Variable crops mean special care vital in store strategy

22 October 1999

Variable crops mean special care vital in store strategy

By Andrew Swallow

VARIABLE condition of potato crops this autumn means growers should take extra care loading stores, say experts.

Higher levels of disease are present on many samples, and plans must be made to handle each field, or even parts of fields, according to disease risk.

"Growers must use crop intelligence to build a store strategy," says Greenvale AP technical director Simon Bowen. "Levels of tuber rotting are higher than have been seen for a number of years, and the worst thing to do is assume all the crop is the same."

The best samples should be lifted first, so these are at the back of stores. Any areas at risk from tuber blight or blackleg should be put aside, and ideally not stored at all.

ADAS national potato specialist Denis Buckley adds that growers shouldnt attempt storing potatoes that have been flooded. "Theyll be starting to rot," he says.

Less tuber blight than might have been expected is thanks to thorough fungicide programmes. But pink rot is widespread on tubers, and hard to spot, he warns.

"Infected tubers look dull and wet, and develop a pink tinge on the flesh when cut open. Theres a real danger of bacterial rots coming in on the back of pink rot. Stores need to be ventilated well – drying is the main thing."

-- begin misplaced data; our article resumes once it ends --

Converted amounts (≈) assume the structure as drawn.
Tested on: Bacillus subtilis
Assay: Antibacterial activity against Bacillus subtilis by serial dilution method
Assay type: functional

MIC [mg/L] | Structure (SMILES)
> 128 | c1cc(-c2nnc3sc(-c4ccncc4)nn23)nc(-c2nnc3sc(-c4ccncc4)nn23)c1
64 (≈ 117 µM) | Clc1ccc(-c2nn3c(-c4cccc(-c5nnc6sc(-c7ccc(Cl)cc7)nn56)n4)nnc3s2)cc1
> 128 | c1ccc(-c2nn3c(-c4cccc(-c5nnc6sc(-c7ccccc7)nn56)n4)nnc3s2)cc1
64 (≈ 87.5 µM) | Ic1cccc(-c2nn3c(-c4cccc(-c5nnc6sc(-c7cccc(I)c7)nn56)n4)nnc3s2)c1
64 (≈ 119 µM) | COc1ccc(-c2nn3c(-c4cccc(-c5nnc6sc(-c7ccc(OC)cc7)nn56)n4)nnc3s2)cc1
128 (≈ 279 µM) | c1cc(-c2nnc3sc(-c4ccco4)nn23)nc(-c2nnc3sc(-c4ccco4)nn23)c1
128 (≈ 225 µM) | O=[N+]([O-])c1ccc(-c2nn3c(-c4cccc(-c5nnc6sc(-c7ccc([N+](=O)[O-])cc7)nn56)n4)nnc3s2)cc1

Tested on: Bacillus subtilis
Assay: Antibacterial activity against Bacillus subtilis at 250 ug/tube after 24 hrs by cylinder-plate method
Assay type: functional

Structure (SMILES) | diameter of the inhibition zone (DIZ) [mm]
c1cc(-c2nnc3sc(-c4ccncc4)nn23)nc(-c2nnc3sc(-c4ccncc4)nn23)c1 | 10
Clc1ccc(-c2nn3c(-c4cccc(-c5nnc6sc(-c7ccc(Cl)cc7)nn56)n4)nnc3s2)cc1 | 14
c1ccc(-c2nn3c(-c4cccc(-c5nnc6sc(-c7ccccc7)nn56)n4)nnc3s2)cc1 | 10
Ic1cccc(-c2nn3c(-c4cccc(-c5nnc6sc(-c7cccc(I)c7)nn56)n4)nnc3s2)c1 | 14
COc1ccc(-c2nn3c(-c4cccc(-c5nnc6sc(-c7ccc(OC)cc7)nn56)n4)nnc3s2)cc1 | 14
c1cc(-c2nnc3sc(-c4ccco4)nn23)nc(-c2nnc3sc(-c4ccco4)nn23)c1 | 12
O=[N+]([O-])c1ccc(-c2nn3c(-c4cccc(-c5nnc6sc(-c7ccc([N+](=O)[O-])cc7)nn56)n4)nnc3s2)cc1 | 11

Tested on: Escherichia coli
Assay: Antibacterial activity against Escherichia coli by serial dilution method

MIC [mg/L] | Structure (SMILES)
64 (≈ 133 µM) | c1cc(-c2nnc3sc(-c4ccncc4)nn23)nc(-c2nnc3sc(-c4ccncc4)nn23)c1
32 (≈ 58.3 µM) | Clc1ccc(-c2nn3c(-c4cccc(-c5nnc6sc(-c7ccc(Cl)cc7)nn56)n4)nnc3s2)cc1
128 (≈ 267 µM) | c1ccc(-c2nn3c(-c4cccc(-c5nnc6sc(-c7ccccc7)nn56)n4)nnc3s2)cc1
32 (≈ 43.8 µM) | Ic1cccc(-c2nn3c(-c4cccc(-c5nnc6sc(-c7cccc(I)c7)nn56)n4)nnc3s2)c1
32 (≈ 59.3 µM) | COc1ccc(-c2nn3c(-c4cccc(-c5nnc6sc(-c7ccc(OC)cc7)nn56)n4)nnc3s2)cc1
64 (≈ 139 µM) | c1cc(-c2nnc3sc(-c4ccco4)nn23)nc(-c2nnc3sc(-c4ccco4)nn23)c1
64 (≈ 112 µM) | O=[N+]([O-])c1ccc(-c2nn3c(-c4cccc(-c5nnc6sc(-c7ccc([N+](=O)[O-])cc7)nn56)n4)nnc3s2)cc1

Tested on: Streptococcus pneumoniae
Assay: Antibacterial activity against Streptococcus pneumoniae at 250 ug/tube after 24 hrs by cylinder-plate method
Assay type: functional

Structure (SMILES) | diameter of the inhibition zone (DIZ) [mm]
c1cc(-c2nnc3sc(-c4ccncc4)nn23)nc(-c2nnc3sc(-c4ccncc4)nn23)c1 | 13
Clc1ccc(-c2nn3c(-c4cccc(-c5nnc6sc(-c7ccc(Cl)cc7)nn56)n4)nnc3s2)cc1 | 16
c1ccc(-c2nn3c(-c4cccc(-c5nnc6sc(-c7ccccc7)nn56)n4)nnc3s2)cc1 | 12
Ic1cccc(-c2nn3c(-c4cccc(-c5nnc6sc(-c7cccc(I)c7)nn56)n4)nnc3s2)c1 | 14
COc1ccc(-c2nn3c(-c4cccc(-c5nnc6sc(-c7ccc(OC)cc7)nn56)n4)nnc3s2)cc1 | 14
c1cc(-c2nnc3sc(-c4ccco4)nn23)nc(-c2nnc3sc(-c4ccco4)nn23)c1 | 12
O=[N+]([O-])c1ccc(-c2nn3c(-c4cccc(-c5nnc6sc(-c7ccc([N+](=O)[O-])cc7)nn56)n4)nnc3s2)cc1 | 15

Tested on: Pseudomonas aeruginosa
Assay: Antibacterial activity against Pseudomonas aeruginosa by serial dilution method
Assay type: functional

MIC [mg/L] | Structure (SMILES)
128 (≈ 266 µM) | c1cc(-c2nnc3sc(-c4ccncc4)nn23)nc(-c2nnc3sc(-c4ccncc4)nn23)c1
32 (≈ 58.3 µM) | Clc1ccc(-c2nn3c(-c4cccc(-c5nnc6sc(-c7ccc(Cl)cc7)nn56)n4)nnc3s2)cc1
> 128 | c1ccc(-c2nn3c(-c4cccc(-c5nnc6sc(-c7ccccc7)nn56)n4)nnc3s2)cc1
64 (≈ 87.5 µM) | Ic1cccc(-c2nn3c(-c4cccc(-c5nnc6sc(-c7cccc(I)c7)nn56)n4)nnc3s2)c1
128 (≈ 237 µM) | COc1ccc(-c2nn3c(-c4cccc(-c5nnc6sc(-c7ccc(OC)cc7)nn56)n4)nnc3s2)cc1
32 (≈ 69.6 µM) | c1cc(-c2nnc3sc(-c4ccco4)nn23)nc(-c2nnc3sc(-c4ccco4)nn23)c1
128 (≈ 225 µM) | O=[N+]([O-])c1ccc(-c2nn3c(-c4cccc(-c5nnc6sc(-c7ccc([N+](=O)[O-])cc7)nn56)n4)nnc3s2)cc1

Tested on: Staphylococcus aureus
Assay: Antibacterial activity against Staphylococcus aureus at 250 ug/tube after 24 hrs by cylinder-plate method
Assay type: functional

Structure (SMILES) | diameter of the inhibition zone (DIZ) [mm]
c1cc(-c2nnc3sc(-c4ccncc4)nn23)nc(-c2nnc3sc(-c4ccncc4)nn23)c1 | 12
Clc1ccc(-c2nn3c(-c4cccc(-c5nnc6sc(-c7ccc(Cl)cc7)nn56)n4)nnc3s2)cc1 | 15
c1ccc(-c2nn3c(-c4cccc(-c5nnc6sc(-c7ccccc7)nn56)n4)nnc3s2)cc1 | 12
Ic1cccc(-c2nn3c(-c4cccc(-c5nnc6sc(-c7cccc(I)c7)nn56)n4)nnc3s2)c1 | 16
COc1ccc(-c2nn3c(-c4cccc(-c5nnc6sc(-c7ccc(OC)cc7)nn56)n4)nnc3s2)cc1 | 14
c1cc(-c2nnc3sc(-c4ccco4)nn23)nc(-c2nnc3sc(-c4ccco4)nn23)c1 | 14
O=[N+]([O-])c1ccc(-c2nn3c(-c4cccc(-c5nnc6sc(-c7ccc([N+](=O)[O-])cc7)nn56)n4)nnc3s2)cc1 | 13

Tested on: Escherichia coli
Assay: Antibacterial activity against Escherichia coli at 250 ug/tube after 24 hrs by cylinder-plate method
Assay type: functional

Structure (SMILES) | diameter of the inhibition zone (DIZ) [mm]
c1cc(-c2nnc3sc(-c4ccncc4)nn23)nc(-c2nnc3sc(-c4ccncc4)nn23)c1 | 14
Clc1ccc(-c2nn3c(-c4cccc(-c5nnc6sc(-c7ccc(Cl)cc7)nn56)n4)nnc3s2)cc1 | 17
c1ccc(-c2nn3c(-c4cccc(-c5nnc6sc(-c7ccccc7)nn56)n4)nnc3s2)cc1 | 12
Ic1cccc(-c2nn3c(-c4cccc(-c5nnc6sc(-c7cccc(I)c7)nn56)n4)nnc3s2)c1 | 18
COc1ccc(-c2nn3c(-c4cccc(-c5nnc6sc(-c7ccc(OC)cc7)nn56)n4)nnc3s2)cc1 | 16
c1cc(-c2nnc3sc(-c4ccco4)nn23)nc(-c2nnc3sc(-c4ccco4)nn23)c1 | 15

Skin finish snags

Skin finish is posing substantial problems for some growers, with surprising levels of common scab.

"Theres more than we would expect and I havent a clue why. There was plenty of rain during tuber initiation and irrigation could cope with any soil moisture deficits, yet good clean samples are hard to find."

That is echoed by NIABs Pete Saunders. "Skin quality is all over the place this year. Weve got to put our thinking caps on to find out why."

Significant levels of black dot and silver scurf are also present on tubers. For undamaged tubers growers should consider curtailing curing periods to limit the development of such diseases, suggests Mr Bowen.

"Damaged tubers need 8-10 days at 10-12C to cure wounds. But that is a window for black-dot and silver scurf to develop and can be cut down. Now lifting conditions have improved, growers would do well to slow down and take things more gently to reduce damage."

Cooling the store from 14C to 8C can take a week in any case, and large stores may take three to four weeks to load, he adds.

"Growers should consider the option of starting to pull down the temperature before the store is full. Smaller stores really come into their own in these kind of conditions," he says.

Lower field temperatures are increasing the risk of bruising, adding to the case for more care with handling.

"We often say to growers if it is a frosty night dont start lifting until lunchtime. Allowing the outside of tubers to warm up two or three degrees can have a significant effect."

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